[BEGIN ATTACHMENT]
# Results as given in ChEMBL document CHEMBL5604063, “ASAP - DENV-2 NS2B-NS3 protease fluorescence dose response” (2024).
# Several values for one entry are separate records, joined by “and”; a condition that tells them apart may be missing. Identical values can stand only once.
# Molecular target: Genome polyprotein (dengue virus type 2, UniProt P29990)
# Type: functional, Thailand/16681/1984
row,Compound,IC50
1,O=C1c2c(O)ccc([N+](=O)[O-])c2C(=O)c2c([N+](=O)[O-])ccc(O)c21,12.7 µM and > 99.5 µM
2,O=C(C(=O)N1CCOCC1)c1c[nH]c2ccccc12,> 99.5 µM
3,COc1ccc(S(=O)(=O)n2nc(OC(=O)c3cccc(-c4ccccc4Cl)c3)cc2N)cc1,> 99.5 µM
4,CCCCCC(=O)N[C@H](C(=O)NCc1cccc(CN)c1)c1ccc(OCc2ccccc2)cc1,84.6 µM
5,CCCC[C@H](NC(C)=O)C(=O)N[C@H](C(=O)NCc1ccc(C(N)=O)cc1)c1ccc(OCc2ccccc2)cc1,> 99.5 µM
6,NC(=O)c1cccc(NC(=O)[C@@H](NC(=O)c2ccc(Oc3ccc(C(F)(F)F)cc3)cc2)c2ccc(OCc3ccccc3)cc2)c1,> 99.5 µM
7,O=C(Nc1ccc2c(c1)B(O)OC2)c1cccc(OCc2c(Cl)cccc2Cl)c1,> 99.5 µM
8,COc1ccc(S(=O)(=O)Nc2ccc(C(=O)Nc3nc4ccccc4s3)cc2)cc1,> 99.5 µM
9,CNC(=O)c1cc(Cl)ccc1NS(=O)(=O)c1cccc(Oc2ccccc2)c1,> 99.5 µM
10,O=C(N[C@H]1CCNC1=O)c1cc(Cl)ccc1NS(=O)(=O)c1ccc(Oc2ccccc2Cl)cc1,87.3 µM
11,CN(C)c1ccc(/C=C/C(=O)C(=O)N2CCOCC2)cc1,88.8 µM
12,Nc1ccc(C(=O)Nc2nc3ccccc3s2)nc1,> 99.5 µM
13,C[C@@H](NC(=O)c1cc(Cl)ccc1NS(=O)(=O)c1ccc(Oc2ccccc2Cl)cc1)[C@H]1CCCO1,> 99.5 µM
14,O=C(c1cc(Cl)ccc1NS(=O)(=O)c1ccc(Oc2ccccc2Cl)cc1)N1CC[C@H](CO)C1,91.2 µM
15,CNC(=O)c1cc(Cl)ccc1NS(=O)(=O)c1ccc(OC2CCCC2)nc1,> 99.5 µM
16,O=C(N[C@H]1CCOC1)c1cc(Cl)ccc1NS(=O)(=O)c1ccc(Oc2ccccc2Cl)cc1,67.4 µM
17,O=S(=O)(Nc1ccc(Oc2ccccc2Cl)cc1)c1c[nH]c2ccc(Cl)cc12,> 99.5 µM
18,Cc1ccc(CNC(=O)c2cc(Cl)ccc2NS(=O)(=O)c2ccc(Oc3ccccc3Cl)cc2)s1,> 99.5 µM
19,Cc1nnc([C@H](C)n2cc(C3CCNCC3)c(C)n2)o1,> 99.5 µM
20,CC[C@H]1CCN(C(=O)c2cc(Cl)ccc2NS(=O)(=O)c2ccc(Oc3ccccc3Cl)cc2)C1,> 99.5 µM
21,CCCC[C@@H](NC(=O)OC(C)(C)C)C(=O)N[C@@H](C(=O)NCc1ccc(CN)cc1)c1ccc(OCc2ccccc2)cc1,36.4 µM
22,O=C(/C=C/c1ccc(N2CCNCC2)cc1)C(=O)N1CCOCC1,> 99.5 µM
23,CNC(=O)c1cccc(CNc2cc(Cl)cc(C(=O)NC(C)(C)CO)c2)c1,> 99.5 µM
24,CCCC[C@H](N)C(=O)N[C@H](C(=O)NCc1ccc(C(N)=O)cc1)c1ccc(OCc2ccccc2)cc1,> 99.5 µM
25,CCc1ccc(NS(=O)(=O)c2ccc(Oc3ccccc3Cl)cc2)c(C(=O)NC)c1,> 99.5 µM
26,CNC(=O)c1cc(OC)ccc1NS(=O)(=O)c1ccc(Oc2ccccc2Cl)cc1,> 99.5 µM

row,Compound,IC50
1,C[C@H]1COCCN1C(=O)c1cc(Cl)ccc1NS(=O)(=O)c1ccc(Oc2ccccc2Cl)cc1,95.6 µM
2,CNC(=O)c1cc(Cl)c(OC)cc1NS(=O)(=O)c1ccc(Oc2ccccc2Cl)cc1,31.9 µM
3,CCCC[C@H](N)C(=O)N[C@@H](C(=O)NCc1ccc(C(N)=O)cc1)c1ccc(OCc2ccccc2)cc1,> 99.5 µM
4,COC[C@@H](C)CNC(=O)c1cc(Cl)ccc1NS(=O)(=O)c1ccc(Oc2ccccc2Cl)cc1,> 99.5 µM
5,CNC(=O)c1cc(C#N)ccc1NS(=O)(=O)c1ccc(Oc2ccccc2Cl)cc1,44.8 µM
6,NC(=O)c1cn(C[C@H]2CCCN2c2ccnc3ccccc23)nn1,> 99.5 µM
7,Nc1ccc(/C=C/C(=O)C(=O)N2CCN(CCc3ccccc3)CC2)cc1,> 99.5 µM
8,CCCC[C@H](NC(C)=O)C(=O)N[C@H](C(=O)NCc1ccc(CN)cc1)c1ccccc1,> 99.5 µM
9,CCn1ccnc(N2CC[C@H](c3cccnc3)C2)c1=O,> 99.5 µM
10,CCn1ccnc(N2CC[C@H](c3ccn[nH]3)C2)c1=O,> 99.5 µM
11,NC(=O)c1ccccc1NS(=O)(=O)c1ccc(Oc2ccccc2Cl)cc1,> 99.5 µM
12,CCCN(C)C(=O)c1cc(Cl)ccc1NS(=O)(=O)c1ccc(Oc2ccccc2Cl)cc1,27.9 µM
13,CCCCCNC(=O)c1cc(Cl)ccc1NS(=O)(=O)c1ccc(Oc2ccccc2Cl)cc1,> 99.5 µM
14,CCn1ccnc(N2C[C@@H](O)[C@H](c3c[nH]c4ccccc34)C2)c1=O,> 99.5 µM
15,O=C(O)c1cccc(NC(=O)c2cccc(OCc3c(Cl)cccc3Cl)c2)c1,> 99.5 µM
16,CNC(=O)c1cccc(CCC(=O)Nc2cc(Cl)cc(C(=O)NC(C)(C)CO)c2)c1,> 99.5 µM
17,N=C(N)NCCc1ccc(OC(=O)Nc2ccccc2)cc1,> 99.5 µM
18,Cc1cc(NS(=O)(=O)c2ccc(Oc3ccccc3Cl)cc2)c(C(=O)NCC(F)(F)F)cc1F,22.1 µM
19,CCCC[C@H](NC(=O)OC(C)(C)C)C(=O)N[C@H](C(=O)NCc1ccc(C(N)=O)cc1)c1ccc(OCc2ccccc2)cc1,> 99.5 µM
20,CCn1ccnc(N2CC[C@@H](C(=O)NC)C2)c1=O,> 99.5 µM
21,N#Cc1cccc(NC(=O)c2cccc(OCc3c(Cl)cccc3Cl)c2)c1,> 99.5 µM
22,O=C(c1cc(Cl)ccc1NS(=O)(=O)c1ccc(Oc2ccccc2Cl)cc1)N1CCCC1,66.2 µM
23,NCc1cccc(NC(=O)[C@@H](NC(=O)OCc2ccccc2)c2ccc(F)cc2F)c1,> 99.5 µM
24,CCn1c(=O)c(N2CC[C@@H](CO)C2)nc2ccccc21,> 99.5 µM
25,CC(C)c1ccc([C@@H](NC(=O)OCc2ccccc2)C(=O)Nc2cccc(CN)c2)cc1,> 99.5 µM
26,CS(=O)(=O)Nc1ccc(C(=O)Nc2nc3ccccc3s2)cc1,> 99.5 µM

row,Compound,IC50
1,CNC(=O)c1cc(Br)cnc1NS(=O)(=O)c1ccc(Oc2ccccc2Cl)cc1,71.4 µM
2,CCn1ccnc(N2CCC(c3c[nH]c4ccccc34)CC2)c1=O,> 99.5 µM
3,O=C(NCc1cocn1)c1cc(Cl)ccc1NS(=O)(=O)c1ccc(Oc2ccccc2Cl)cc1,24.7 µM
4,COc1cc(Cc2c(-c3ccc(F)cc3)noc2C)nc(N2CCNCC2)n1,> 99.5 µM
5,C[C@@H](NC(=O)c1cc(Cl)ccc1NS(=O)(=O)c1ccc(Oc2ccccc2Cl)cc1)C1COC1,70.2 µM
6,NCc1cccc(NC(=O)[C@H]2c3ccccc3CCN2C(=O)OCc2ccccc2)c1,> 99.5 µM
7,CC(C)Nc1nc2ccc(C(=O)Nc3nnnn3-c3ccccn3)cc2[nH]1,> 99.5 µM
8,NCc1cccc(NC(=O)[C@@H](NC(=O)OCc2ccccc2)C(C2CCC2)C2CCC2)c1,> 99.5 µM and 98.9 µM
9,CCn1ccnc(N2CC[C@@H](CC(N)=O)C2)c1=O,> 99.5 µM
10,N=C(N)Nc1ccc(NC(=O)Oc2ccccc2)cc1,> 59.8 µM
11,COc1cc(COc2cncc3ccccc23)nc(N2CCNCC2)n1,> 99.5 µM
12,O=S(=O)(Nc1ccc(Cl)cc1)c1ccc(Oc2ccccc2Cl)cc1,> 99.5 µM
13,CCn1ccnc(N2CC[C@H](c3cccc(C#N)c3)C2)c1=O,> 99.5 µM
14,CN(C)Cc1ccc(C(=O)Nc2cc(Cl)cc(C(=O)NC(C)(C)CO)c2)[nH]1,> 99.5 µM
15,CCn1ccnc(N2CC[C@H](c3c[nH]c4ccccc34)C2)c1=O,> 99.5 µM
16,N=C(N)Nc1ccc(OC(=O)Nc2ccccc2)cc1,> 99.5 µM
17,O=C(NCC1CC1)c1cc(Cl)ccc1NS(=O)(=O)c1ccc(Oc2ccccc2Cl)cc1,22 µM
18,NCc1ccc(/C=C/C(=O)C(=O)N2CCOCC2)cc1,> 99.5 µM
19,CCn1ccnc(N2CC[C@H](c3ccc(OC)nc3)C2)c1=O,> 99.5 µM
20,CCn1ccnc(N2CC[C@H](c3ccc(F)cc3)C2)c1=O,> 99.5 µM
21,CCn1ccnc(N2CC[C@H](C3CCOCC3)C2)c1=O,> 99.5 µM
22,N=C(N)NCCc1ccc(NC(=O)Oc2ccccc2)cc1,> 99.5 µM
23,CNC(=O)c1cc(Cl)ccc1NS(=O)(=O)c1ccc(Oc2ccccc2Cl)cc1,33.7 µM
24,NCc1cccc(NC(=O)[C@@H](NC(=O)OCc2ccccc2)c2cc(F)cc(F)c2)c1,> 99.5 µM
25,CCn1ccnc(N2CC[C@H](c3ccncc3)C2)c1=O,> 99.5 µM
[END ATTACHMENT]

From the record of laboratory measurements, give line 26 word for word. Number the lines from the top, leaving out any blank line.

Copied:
21,CCCC[C@@H](NC(=O)OC(C)(C)C)C(=O)N[C@@H](C(=O)NCc1ccc(CN)cc1)c1ccc(OCc2ccccc2)cc1,36.4 µM